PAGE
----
Want to know what's up at MIT? Check out MIT Connect, an innovative social media portal recently launched by MIT's Communication Production Services (CPS) in collaboration with the News Office. The site provides insights about what's happening at MIT while serving as a hub for making more connections.
Stephanie Hatch, MIT's social media and email marketing specialist, has relied mainly on social media marketing to get the word out about MIT Connect, "a social tool shared socially." She uses WordPress as the publishing platform for the site.
When you land on MIT Connect, you'll see several boxes front and center, each with its own item of interest. Content includes three recent tweets, usually from @MIT_alumni, @MITnews and @MITstudents, along with a pair of MIT photos hosted on Instagram, and a featured item from MIT Video.
Scrolling down brings you to MIT Connect's Discover section. This highlights several departments, labs, centers, student groups and administrative units that have an active social media presence and broad appeal, from Admissions to the MIT Museum to the Trust Center for Entrepreneurship.
When you select the "Go to Profile" button for one of these departments, MIT Connect serves up a profile page with links to the department's website and blog, as well as a list of "follow" options that includes whatever social media channels that department actively uses.
If you like a profile, you can share it with others through an AddThis plug-in. Several profiles also include a "Related on MIT Connect" section that lets you explore other MIT groups with similar profiles. Yet another benefit of profile pages: If departments link to their MIT Connect profile in their email signature or on their website, they don't have to provide individual links for each of their social media channels.
Next comes the "Search the Directory" section, which, Hatch notes, "is sortable, browsable, searchable and filterable." You can:
- View the list in alphabetical order (and reverse alphabetical order);
- Browse popular categories (e.g., Research, Education);
- Search by keyword (based on tags provided by the departments);
- Filter by type of social media channel (e.g., all groups that have YouTube accounts).
As Hatch points out, the directory is more than a table. If you're interested in energy issues, you can enter "energy" as a keyword and quickly get a list of MIT departments that discuss energy, along with the social media channels they use.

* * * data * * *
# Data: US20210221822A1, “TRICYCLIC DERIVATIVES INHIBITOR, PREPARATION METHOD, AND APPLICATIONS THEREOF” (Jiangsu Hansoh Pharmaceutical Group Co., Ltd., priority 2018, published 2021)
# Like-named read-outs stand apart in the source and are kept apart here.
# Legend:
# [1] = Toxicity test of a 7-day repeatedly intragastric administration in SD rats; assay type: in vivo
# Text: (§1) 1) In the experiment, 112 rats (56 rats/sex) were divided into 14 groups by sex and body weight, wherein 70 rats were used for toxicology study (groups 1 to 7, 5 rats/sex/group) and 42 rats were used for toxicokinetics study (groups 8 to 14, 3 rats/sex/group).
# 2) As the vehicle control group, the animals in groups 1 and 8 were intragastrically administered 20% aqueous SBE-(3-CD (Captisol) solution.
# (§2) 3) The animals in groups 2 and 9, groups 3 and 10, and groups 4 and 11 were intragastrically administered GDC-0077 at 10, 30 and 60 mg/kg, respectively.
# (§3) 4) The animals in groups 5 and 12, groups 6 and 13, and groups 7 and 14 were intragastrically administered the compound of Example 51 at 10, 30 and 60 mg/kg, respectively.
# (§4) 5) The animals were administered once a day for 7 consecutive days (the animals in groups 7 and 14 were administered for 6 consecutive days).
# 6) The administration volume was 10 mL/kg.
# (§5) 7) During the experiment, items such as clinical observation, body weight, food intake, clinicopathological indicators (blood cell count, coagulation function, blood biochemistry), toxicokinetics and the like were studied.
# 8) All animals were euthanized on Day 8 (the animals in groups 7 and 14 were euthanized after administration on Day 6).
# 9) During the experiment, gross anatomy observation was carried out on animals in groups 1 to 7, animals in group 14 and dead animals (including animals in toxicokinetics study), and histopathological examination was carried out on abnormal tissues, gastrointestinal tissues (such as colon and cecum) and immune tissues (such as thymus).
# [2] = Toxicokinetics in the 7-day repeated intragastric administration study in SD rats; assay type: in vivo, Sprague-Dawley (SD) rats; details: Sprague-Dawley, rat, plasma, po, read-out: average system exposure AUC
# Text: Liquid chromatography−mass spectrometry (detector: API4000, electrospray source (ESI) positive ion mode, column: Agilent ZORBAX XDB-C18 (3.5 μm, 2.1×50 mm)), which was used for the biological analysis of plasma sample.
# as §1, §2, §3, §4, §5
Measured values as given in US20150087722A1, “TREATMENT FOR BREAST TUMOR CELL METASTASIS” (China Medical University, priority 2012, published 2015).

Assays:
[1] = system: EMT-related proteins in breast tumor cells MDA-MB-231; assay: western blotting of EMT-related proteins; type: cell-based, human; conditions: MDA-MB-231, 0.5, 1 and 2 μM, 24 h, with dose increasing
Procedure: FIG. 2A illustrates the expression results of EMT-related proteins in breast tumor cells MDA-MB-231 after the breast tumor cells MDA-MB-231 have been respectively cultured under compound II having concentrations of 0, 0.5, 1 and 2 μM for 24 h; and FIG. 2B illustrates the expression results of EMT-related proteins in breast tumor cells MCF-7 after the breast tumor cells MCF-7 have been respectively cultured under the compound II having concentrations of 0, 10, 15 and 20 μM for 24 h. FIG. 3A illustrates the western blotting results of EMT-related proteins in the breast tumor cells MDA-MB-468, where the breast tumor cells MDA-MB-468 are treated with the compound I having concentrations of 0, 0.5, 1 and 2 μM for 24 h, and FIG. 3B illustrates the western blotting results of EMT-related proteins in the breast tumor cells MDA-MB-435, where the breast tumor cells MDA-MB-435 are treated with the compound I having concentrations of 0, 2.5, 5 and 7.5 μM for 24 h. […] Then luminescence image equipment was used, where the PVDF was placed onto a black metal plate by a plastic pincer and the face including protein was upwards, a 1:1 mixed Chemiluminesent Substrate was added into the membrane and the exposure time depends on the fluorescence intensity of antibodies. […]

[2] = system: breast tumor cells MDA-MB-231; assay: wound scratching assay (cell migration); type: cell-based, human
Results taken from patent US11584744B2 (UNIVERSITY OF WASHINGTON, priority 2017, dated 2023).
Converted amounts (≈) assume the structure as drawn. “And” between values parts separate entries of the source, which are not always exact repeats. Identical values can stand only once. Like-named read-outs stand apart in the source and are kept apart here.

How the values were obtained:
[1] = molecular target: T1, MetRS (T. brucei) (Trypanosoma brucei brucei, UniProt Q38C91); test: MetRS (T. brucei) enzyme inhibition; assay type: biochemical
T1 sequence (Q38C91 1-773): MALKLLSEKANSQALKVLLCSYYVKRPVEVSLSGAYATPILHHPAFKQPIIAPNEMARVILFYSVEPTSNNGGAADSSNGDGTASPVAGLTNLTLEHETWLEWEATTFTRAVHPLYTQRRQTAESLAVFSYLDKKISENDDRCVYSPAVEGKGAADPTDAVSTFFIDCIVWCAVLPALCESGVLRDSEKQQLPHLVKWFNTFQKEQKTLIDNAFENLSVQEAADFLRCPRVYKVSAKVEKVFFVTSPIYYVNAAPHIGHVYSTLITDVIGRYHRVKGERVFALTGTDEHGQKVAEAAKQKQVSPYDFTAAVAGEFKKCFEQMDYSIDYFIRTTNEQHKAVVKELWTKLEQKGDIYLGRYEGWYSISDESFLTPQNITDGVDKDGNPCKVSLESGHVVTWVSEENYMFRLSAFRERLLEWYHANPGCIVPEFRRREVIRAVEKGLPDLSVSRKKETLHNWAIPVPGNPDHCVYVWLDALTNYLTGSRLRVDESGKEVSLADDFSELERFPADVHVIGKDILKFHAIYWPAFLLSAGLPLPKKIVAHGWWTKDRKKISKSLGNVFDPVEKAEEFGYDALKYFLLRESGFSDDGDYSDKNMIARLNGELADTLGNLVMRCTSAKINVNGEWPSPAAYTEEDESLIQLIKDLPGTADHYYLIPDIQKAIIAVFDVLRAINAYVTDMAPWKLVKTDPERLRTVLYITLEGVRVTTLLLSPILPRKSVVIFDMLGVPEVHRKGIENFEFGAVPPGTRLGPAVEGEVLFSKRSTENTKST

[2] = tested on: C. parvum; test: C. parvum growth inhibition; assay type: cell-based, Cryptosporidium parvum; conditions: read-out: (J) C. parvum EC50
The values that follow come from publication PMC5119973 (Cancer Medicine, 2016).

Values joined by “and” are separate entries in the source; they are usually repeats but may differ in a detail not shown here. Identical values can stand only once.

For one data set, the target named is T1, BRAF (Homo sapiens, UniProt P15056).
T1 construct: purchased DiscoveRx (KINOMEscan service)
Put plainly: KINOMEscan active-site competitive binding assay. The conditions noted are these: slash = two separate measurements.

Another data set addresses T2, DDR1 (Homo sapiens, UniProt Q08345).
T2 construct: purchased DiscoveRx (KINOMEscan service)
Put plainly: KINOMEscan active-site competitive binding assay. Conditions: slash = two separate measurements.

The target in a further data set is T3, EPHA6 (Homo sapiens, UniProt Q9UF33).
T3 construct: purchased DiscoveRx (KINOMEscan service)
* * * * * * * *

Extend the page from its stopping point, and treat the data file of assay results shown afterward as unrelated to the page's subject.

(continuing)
MIT Connect blog
One other key section of MIT Connect is its blog for social media communicators at MIT — a great resource for anyone interested in social media. It too is searchable, with more than a dozen categories ranging from "bird's eye view" to "tips and tactics."
Hatch, who writes the blog, uses it not only to talk about social media, but as an example of how to integrate social media platforms with one another. In her blog post "Social Media on a Shoestring," for example, she uses a WordPress plug-in to embed SoundCloud files of presentations about — you guessed it — social media. So, straight from her blog, you can listen to those presentations as if you were at the workshop.
When MIT Connect was being developed, Hatch and colleague Patrick Gillooly, the Manager of Web Strategy in the News Office, worked with the offices or groups that manage a lot of MIT's social media accounts and see the Institute from different points of view: Admissions, the Alumni Association, Student Life and Learning, and the schools. Representatives from these areas provided data, advice and perspective, helping to ensure that MIT Connect reflects the many facets of MIT.
For Hatch, it's all about the connections. "The great thing about social media is that there's always a connection that leads you to another connection. This site is meant to reflect that psychology, where you make one connection and end up discovering others. If I can paraphrase the Alumni Association, the connections are… infinite!" Hatch finds a lot of purpose — and poetry — in that notion.